In recent times, Valorant has quickly established itself as one of the most popular and captivating multiplayer games, mostly because of its eSports-like competitive nature. Unfortunately, the ranked system in Valorant can often be perplexing in nature and hard to comprehend, especially since different rules apply to parties of different sizes. If you're a new or returning player looking to queue up with some friends, we’ve prepared a perfect article to help you understand the ins and outs of ranked gameplay.
Parties of two or three players
Nine tiers of ranks, from Iron to Radiant, make up the current Valorant ranking scheme. Every Valorant rank tier contains three sub-ranks, with rank one being the lowest and three being the highest, with the exception of Radiant, which is a separate elite tier for the finest players.
There are limitations on queuing in groups of two and three in order to provide a fair matchmaking system that matches players of comparable rank and skill level If you’re unranked, on the other hand, you can queue up with players that are ranked up to gold.
Restrictions based on elo
Iron and Bronze can play with anyone up to Silver, which means Iron 1 players can play with Silver 3 players as long as the Silver player is the highest-ranking player in the lobby. Players that are ranked gold or higher are subject to rules that are far more strict, given that it’s easier to abuse parties among better players. The most notable is the requirement that they only play with players that are among one rank of each other. Additionally, players with a rank of Immortal or higher are only permitted to play single, in a pair, or with a preset 5-stack party, not in a party of three.
Parties of four players
Four-player parties are not allowed, which makes it unfortunate that a group of four friends cannot queue up to participate. These measures were taken by Riot to enhance balanced matchmaking and avoid putting a single player with four-person premade groups, which typically leads to a poor solo gameplay experience and unneeded toxicity.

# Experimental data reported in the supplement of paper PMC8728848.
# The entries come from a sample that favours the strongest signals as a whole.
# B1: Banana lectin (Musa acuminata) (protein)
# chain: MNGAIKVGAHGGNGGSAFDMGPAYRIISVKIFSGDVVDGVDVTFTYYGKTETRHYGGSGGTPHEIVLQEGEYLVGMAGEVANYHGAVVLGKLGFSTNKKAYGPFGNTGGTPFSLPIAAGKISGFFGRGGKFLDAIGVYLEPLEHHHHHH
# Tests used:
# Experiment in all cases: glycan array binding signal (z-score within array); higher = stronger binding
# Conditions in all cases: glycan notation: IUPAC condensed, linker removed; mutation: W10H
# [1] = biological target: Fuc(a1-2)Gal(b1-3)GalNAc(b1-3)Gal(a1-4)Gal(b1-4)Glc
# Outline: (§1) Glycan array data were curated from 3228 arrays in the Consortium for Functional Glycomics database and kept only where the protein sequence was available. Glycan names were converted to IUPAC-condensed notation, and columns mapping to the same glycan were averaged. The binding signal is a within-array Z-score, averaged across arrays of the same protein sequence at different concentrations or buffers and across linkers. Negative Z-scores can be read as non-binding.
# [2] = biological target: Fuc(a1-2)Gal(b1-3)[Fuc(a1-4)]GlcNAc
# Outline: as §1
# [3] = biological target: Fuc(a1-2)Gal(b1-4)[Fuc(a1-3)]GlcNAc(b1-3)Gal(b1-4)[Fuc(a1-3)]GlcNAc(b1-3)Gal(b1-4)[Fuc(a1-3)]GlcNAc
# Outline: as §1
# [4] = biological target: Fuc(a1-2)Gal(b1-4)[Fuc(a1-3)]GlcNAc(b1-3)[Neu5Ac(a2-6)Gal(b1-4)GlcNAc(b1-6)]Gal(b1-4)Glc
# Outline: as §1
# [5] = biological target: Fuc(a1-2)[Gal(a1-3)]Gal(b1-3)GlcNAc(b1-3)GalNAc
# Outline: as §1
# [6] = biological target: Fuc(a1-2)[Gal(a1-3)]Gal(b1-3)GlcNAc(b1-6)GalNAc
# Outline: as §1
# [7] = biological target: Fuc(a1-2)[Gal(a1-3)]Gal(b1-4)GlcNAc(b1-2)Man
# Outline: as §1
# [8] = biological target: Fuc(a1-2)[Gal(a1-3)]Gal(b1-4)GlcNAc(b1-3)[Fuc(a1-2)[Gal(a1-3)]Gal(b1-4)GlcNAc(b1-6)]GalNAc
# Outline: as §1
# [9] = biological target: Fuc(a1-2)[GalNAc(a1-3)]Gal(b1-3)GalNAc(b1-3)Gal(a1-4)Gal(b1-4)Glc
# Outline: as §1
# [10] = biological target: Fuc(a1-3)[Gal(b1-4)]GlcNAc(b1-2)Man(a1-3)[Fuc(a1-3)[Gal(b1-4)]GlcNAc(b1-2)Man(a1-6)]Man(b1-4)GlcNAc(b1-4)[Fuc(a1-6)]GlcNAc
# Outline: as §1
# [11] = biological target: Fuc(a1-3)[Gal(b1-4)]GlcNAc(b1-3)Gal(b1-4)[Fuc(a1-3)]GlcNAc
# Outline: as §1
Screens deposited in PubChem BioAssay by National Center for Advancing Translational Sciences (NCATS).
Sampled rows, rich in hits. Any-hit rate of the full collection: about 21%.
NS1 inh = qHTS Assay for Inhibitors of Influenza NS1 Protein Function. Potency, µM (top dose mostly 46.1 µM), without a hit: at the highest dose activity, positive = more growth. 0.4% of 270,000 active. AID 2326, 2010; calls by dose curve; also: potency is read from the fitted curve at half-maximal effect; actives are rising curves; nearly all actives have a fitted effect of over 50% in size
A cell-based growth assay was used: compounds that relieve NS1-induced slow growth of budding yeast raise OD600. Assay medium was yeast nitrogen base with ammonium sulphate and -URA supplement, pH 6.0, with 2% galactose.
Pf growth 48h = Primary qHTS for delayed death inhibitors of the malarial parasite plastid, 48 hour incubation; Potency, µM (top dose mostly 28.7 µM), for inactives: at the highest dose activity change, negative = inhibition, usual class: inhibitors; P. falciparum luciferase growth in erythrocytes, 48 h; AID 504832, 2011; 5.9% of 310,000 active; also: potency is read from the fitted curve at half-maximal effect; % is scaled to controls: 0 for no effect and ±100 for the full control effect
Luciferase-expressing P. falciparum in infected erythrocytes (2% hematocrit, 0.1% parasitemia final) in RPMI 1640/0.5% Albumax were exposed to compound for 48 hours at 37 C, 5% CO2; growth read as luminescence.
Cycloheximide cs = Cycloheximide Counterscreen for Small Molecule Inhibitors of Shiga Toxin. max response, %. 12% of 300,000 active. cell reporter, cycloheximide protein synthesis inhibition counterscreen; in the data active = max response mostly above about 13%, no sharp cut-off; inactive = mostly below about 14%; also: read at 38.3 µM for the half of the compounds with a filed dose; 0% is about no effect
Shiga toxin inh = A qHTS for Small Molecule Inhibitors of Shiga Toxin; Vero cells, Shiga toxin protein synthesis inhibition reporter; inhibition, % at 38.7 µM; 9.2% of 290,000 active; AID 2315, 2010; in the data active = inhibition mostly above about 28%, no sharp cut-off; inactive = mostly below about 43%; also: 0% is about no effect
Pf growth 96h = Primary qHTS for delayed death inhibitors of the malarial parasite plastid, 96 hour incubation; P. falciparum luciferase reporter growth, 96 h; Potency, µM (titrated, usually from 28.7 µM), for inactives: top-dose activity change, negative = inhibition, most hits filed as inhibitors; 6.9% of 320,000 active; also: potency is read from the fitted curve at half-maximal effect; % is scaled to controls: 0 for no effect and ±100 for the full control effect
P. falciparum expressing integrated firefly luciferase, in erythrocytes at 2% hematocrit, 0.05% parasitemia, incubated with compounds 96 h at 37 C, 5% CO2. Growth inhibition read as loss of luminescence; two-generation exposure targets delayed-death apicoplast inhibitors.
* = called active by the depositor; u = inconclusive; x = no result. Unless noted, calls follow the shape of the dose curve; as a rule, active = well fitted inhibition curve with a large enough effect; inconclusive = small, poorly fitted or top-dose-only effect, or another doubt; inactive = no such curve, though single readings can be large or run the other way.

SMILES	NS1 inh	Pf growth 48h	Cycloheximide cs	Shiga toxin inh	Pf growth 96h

Five-stack premade groups
If you're queuing up with a premade group of five people, you’re in luck as there are no limitations, making this the most popular way of playing with your friends. Regardless of your rank, you can queue up with anyone who is part of a five-stack group. To put things in perspective, an Iron player could play in a team full of Ascendants, as long as the party consists of five players. That being said, if the disparity among the ranks becomes too high, the game will naturally apply an RR penalty.
Penalties based on elo
To avoid a 25% RR penalty at the end of the game, your group must be made up of players who are within two ranks of one another. If the rank gap widens, the RR penalty also widens, increasing every time by 25% for each incremental rank gap between the highest and lowest-ranked party members. This is especially noticeable in very high elo where the penalties increase significantly. When playing five-stack matches, players who queue up and are ranked between Diamond 3 and Immortal 3 will suffer a minimum 50% RR penalty, and everyone in their party will also suffer the same penalty. Last but not least, there is a specific set of penalties applied for Radiant players. Radiant players and those in a five-man premade party with a Radiant player will experience a severe 75% RR penalty each time they queue up in order to prevent boosting and unfair climbing techniques.